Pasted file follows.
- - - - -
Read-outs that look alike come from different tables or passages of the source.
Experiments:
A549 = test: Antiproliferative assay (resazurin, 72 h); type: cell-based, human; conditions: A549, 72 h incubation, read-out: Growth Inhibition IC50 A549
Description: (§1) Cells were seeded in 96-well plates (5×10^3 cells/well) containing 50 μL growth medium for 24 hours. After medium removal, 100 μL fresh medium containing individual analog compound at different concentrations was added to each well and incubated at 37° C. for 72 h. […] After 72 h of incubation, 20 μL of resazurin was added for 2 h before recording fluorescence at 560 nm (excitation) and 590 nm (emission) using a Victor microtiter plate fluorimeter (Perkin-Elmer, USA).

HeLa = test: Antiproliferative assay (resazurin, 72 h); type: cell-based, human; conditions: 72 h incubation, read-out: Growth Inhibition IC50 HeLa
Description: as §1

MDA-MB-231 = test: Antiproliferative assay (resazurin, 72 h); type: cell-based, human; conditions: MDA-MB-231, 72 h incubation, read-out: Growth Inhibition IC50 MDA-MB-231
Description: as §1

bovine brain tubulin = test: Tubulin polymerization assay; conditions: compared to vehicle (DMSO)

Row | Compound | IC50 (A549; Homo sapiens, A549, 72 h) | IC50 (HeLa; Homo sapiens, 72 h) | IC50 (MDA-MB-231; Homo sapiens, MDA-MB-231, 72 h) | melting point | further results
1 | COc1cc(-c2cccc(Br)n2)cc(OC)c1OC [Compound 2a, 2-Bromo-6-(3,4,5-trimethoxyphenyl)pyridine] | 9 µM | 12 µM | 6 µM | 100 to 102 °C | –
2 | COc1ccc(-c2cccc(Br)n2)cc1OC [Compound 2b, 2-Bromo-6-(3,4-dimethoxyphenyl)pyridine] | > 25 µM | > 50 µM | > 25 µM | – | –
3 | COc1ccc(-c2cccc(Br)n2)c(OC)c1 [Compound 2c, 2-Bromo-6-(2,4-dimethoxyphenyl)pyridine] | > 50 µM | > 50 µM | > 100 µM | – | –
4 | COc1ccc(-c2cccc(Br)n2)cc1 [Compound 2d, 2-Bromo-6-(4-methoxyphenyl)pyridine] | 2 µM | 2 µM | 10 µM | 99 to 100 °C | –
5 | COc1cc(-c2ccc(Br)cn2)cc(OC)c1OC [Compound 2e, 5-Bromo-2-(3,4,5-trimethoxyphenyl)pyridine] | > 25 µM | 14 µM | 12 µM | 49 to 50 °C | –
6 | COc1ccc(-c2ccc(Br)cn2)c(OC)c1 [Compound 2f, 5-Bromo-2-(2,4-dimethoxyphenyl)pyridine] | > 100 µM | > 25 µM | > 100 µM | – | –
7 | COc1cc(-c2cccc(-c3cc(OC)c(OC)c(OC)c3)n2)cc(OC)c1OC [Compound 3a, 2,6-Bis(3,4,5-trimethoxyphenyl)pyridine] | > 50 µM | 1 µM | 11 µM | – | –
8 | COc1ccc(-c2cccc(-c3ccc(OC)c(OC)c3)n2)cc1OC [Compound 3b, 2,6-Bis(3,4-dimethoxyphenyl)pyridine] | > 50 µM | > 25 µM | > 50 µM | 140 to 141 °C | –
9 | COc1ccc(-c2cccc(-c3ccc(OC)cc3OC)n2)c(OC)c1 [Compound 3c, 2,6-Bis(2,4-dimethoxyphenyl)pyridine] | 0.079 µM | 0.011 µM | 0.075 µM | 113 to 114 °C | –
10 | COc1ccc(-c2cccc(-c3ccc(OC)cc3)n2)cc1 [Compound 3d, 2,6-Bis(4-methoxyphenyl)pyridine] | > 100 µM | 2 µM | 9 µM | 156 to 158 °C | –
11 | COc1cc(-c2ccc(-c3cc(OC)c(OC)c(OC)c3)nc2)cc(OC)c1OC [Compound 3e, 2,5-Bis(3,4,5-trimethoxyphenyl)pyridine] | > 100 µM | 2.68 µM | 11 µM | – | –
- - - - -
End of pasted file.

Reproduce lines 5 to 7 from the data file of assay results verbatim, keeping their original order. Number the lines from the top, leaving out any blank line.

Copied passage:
HeLa = test: Antiproliferative assay (resazurin, 72 h); type: cell-based, human; conditions: 72 h incubation, read-out: Growth Inhibition IC50 HeLa
Description: as §1

MDA-MB-231 = test: Antiproliferative assay (resazurin, 72 h); type: cell-based, human; conditions: MDA-MB-231, 72 h incubation, read-out: Growth Inhibition IC50 MDA-MB-231